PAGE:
Toddler Q, the light of our life, is chatty. He’s been talking for over a year, but on a daily basis, we are amazed and delighted by his ability to articulate and to express himself.
Yesterday, on the way to his swimming lesson, AdventureMan was working with him on “goldfish” which he has been pronouncing “Goldpish.”
“Gold FISH!” they shouted as they drove down the road!
After his swimming lesson, on the way home, AdventureMan could hear him softly saying “goldfish.”
Then he said “BaBa, when I was little, I used to say ‘Goldpish.’ Now, I say ‘Goldfish!”
We’ve had three sets of houseguests in a very short time span, and today is our first day of ‘normal.’ We saw our friends off at 0430 (we used to call it oh-dark-hundred) and I couldn’t get back to sleep, so by the grace of God (and I mean that literally) I got up and walked.
I know I need to walk. I’ve always walked. I used to run, but I suffered for it – the knees – and decided I didn’t want to pay that price. But when my sister was here, we decided to take a walk and I said “don’t worry, I walk fast” and she said “I don’t, I am so slow now, my body has to warm up.” Confidently I started – and starting is uphill from my house. Very shortly, I discovered my fast was her slow, and I was HUFFING and puffing, and so embarrassed because I guess it’s been a while since I did this walk . . . but we did it. It felt good. And I was happy for a nice cool morning so I could do it again.
I ran into a neighbor, ignored that she was in her nightgown, we both pretended she was as fully dressed as I, had a brief conversation and she went inside with her newspaper and I carried on. About halfway through my walk, as I puffed along, I heard it.
The baboon coughed.
I could even smell a faint drift of wood burning fire. I could hear the doves. But it was only very briefly, very intangential, and I quickly realized it must have been a dog barking distantly; I could still hear him. For one brief moment I was back in Zambia, and while I love the magic of Zambia, I would not be out for a mile long hike early in the morning while the lions prowl for a last meal before they settle down for their day-long snooze.
We are off this morning to a grand plant sale across the bay in Milton. Symphony tonight. Back to “normal” for Pensacola.
I took a wonderful photo at Easter, wonderful because I have the same exact photo at the same exact age of my son, holding up his Easter Egg exactly (or, oh pardon me, I can’t resist, eggsactly) the same way. There are just some little things that make a Grandmama’s (and Mama’s) heart sing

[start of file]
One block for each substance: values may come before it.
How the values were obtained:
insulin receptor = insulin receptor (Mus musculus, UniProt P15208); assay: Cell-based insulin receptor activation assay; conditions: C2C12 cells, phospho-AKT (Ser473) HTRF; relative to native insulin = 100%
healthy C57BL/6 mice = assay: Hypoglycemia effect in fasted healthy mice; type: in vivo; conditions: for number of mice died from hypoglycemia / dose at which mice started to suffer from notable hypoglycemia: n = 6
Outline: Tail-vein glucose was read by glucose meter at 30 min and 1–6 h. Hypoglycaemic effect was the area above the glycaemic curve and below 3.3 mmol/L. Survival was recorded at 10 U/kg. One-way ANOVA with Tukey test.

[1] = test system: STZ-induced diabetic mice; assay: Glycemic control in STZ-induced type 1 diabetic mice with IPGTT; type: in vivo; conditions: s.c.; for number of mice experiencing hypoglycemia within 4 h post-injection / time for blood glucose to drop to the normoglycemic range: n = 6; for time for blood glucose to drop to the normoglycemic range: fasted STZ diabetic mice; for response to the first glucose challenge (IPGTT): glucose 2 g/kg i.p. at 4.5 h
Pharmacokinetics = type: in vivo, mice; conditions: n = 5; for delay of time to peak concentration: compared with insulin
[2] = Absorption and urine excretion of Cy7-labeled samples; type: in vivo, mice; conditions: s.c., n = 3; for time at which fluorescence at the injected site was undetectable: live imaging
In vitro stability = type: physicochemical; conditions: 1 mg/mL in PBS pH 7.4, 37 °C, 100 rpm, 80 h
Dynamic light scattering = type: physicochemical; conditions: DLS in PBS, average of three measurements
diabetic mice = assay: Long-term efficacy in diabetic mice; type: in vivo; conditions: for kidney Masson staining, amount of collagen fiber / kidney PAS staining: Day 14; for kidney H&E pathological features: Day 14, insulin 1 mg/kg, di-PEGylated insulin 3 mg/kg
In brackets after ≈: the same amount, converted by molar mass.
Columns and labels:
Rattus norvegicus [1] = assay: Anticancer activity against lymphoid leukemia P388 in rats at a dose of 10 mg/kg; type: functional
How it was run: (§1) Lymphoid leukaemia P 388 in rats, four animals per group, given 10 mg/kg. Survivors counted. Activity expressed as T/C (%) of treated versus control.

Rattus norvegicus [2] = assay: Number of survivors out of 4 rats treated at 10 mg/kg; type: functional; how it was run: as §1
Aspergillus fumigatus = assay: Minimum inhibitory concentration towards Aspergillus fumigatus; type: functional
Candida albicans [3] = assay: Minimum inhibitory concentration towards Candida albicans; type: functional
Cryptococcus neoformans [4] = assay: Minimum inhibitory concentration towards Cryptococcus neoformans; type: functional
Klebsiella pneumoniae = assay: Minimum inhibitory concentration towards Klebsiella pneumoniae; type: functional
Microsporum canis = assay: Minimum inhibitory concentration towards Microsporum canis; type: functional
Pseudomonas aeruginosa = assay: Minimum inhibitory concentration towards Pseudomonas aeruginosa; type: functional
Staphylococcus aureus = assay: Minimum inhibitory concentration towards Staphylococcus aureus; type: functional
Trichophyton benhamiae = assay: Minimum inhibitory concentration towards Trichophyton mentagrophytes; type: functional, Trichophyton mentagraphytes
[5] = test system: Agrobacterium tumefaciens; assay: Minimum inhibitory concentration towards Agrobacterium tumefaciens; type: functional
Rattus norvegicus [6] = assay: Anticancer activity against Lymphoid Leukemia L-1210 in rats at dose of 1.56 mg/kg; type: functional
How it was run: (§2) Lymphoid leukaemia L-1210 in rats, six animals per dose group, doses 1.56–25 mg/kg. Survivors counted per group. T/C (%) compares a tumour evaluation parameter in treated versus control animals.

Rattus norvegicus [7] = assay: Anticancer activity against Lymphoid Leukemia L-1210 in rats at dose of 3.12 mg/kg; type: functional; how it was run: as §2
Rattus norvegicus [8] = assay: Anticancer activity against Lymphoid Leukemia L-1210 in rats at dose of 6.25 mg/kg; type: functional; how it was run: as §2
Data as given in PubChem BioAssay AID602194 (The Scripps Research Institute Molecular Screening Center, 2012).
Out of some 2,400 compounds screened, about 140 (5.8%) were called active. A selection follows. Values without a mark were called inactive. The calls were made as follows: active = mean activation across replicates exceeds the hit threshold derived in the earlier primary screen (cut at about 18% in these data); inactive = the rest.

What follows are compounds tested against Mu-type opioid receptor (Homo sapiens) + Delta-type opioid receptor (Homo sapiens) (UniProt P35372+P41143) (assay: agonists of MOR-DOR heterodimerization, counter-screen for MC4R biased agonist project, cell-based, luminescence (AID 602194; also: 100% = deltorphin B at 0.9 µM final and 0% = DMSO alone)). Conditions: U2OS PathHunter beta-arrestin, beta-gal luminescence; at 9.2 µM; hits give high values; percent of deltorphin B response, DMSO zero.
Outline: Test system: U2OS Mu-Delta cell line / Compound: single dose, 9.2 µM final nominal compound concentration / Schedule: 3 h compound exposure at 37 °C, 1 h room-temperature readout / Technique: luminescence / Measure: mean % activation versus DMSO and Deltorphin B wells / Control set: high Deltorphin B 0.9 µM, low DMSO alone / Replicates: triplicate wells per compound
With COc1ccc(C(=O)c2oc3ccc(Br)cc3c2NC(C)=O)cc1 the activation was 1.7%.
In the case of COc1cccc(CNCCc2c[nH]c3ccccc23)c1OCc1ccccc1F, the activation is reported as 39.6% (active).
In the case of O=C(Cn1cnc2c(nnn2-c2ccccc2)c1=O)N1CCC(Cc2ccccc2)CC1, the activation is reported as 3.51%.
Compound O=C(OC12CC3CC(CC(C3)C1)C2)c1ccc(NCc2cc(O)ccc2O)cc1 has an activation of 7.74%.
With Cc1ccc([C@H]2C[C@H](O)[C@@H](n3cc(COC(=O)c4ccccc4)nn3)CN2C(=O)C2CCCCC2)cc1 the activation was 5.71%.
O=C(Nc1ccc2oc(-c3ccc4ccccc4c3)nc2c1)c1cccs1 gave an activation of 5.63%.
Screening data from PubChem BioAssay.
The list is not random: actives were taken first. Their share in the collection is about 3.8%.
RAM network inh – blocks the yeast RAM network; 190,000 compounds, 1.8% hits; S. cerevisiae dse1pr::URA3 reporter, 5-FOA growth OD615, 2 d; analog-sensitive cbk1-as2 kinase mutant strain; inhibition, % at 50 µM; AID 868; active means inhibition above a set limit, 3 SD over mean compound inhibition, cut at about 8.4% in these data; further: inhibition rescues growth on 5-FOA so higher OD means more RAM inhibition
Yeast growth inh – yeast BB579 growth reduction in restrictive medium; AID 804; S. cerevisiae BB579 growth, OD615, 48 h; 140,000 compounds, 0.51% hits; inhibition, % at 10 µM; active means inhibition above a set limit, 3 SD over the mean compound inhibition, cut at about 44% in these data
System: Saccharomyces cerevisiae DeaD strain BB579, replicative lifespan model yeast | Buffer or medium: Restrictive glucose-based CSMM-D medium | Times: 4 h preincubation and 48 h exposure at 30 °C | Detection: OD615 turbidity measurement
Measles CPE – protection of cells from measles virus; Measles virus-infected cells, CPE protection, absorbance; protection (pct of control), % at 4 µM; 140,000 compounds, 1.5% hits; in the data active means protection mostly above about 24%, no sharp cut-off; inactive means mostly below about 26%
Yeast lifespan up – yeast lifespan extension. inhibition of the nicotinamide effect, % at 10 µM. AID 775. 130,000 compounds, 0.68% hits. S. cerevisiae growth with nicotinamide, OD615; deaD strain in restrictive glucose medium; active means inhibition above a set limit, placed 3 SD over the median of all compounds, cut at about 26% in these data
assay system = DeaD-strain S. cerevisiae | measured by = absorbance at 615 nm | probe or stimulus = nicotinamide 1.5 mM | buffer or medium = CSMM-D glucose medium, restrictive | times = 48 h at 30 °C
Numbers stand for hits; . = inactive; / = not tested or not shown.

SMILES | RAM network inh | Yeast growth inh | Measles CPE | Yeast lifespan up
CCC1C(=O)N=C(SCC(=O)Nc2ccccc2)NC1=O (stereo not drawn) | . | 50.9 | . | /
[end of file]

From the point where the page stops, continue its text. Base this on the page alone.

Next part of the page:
Because AdventureMan has worked so hard with him, little Q has been moved up to a more advanced class, and we are all excited about that. I know there are some who prefer to be the BEST in their group, but we always learn and achieve more when surrounded by people a little more accomplished and skilled than we are. We are happy he will be pushing himself to be a really GOOD swimmer!
When we pick Q up at school, all his little school friends say “Q – your BaBa is here!” LOL @ all these little kids speaking Arabic!
We were so efficient at the Mobile Botanical Garden that we had plenty of time to hit the nearby Mobile Museum of Art. Actually, we loved the whole park area; there is the Botanical Garden, the Museum of Art, also walking paths, a huge water . . . something, it might be a river or a large lake with a dam in it, I don’t know what it is, but it is a large amount of water. There are athletic fields and even some offices, not large office buildings but some smaller outlying kinds of state or county offices. It’s a nice park, it has a nice feeling, a lot going on.
It doesn’t hurt that it is one of the prettiest days of the year, not hot, not humid, and no mosquitos!
I love it that not all the art is inside the building. There is statuary outside, along the walking path, and this huge made-from-found-objects butterfly at the entrance. It is wonderful. As you enter the museum, looking through miles of glass out through trees at the water, you immediately think “what a place for an event!” thinking wedding, reception, small chamber group performance, etc. Truly beautiful spaces; I would show you but they have a really strict policy about photographing inside the building, so I didn’t.
They have some surprising pieces, surprisingly good for a small museum. They have some very odd pieces, par for the course in a small museum. They have an amazing art glass collection, beautifully displayed in a room with gorgeous natural light that allows each piece to shine. They had an exquisite visiting exhibit based on a Vietnamese classic, with intricate, ethereal pieces.